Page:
Introduction

Secondary lymphoid organs such as lymph nodes and spleen are essential sentinels against invading pathogens and developing tumors [1, 2]. They facilitate activation and clonal expansion of T cells, as well as their subsequent interaction with B cells [3, 4] which is necessary for pathogen recognition [5], elimination, and memory formation [6]. The lymphotoxin β-receptor (LTβR) pathway is not only involved in the export of T cells from the thymus [7], but is one of the main regulators of secondary lymphoid organ formation [8, 9, 10, 11]. It is expressed in lymphoid but also non-lymphoid organs [12] by non-hematopoietic stromal cells [13], endothelial cells [14], dendritic cells [15], and monocytes [16, 17]. LTβR has two membrane bound ligands LTα1β2 and LIGHT which are preferentially expressed in lymphoid organs [18] by hematopoietic cells such as lymphoid tissue inducer cells [8, 19], dendritic cells [20], and activated T and B cells [21]. After ligand binding secretion of chemokines (e.g. CCL19, CCL21, CXCL13) [22] and expression of adhesion molecules (e.g. ICAM-1, VCAM-1, MAdCAM-1) are up-regulated thereby attracting more ligand bearing cells [23]. This establishes a positive feed-back loop that is essential for the development and maintenance of secondary lymphoid organs [8, 24]. The importance of this molecular pathway for secondary lymphoid organ development is demonstrated by LTβR deficient mice that lack lymph nodes and Peyer’s patches [25, 26]. In addition, splenic white pulp structure is grossly altered [27]: T- and B-cell zones are not separated from each other and no marginal zone is present [28, 25, 8]. This leads to a severe impairment of the immune response [28, 25, 8].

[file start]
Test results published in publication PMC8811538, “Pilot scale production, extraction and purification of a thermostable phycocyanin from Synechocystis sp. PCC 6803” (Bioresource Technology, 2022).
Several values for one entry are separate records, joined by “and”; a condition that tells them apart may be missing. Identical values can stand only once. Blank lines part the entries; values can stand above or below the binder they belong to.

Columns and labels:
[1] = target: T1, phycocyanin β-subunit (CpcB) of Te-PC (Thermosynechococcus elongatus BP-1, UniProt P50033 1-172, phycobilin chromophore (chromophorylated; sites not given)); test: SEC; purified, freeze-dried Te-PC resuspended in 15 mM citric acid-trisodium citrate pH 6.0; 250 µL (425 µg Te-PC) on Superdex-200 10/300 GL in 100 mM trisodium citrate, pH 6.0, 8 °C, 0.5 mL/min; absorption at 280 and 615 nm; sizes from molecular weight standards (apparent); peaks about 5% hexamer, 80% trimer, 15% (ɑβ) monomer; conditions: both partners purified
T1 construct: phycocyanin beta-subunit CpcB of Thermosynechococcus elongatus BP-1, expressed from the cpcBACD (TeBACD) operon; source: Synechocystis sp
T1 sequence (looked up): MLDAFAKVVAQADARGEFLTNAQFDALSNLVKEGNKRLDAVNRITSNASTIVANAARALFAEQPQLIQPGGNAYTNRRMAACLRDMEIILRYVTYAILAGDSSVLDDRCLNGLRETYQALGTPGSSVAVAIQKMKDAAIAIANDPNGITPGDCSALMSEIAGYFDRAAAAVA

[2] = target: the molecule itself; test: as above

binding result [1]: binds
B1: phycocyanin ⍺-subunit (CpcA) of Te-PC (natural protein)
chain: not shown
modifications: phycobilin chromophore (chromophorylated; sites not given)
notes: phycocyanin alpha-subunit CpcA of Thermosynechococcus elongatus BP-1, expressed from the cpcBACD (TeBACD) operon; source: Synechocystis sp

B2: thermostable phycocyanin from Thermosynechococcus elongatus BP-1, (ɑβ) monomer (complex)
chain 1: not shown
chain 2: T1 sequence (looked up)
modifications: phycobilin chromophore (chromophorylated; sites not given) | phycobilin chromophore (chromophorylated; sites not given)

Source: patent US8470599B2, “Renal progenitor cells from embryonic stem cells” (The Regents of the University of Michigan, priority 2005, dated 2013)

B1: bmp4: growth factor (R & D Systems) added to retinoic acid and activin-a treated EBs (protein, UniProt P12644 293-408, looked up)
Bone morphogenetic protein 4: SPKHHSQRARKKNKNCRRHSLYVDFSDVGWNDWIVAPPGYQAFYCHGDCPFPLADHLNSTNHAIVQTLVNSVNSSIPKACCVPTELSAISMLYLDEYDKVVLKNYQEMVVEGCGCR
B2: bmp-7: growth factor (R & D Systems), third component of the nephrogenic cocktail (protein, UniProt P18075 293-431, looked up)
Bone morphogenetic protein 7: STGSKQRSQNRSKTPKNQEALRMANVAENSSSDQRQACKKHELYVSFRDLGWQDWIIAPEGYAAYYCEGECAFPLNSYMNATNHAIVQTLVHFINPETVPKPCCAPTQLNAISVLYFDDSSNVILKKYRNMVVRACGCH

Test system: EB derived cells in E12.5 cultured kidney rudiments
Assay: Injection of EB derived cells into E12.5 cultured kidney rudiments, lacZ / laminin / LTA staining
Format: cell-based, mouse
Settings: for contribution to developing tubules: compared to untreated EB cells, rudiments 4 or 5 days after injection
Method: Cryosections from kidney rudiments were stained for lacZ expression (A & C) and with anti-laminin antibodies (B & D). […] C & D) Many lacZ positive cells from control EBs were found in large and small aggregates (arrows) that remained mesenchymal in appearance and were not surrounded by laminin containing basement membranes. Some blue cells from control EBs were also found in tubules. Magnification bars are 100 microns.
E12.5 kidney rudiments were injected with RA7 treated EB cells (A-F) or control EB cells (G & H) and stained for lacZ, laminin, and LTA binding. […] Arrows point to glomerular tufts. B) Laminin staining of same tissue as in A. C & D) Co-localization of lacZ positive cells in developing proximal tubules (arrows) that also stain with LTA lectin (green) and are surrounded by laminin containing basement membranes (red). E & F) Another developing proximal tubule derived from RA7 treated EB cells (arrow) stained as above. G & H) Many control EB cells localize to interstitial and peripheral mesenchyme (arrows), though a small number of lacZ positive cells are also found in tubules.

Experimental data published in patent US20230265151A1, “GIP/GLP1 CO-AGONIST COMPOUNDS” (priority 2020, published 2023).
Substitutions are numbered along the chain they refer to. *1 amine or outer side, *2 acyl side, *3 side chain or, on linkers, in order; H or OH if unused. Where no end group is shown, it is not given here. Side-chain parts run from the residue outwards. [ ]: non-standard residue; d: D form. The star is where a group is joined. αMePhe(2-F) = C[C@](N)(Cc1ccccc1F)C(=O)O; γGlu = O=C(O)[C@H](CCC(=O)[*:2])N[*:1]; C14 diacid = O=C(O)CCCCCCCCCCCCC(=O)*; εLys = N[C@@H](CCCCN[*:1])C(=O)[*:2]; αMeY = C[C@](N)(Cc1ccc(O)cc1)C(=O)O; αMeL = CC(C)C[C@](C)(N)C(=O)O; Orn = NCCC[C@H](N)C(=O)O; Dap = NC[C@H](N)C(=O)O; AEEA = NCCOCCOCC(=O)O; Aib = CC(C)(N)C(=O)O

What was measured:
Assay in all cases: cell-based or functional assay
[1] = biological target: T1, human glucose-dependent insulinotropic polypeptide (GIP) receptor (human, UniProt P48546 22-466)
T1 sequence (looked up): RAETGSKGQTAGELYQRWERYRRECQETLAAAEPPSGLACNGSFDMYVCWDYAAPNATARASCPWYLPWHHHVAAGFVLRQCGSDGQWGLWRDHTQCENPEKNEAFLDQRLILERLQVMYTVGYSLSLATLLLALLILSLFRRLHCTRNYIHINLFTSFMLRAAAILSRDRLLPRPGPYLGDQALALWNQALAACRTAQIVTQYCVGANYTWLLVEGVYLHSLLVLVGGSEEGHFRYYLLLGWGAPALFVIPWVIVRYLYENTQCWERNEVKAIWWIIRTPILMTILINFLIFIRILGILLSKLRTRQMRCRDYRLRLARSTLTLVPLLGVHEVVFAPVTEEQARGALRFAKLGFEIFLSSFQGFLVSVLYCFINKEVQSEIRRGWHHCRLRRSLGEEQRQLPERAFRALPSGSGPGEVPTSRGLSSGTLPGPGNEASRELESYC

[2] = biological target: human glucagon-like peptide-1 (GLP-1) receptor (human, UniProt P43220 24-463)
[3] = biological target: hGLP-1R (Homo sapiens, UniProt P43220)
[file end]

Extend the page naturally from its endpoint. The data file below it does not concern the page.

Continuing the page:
An unresolved issue is by which molecular mechanism the growth of secondary lymphoid organs is terminated. Some kind of control must be present, since during development the individual secondary lymphoid organs increase in size, but at a certain point their growth is halted. Lymphocytes seem to be able to sense their density [29] and stop proliferation at a threshold level (quorum sensing). For example, the more IL-2 is produced by CD4 T cells, the more active are regulatory T cells that suppress further CD4-T-cell expansion [30]. In addition, B-cell derived antibodies are able to suppress B-cells proliferation [31].

In the present study we asked whether the non-lymphocyte compartment is also involved in controlling organ size. Given the importance of the LTβR pathway for secondary lymphoid organ development, we investigated whether the LTβR pathway, apart from its essential growth-supporting function, is also involved in suppressing the growth of secondary lymphoid tissues. Since LTβR deficient mice completely lack lymph nodes and Peyer’s patches, the spleen was studied. In order to be able to differentiate between supporting and suppressive contributions of the LTβR pathway, we used the well-established approach of splenic tissue transplantation [32, 33]. By using wild-type and LTβR deficient mice as donors and recipients of splenic tissue and performing cross-transplantations, it is possible to analyze a potential contribution of LTβR expression inside and outside the transplanted splenic tissue.